Jeff Trexler has been digging through the exhibits in the Siegel vs WB case, and found lots of disturbing correspondence between Detective Comics and Jerry Siegel from 1939 through 1947, including talk of a gay looking SUperman with a fat bottom, and a Lois Lane who was way too buxom.
Even apart from the gender issues there’s a lot of amazing stuff here–the recurring savage criticism of Joe Shuster’s art; an early critique of Wayne Boring as an artist unsuitable for Superman; the hiring of Winsor McCay, Jr. as Superman ghost-artist-in-training; the insinuation that Superman was not significantly more popular than Zatara, Pep Morgan and Tex Thomson; and the prohibition on depictions of a flying Clark Kent are just a few of the historical moments in the mix.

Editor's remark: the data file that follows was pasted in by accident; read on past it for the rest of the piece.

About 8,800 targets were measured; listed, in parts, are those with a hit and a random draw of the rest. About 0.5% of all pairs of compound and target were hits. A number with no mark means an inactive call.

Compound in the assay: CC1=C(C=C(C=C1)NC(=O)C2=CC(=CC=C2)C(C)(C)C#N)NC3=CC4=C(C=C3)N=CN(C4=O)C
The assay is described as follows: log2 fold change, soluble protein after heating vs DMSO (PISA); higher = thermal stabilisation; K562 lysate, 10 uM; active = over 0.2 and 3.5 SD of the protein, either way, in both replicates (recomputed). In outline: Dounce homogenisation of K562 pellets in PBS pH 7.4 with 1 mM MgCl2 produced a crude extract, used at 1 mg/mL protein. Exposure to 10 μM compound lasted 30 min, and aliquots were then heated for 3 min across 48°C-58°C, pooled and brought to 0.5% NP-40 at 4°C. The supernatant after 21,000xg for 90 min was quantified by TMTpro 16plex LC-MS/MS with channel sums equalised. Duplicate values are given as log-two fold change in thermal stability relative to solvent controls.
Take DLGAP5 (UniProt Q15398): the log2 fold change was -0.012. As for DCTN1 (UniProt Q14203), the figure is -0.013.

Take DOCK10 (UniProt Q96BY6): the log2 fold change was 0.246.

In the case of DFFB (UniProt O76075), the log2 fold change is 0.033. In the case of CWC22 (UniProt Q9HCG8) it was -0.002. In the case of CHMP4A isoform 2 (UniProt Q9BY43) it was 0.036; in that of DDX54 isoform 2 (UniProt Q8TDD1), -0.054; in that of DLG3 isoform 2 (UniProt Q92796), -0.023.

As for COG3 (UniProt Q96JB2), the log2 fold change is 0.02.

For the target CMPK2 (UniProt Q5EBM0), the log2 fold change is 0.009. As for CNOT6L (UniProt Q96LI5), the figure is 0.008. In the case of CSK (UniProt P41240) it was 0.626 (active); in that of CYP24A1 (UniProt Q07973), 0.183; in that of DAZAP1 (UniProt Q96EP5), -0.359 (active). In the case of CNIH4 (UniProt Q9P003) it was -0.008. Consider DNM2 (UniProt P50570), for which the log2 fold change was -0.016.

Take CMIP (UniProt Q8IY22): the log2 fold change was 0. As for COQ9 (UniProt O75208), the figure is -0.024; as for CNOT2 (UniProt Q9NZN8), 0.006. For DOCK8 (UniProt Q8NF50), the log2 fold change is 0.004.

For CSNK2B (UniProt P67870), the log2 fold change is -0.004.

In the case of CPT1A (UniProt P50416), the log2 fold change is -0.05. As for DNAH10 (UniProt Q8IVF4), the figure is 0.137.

I really have to wonder, in that early stage of the comic book industry, if Siegel & Shuster saw their work in a very personal way — as indy comic creators who own the rights to their own work today feel — or was it just a business thing? Did they want to grow as creators, did they want to take Superman to new places creatively & content-wise? When they saw completely different teams handle their work, did they feel outraged, or heartsick, like it was “their baby?” When they read letters where their work was summarily dismissed — and dissed — did they take it personally?
And did resentment over these letters — some of which were pretty harsh, even for standard editorial criticism — help fuel Siegel’s many decades of fighting over the character he helped create? Did these documents, in some of which he was talked down to as if he was a hick or a child, make everything more personal?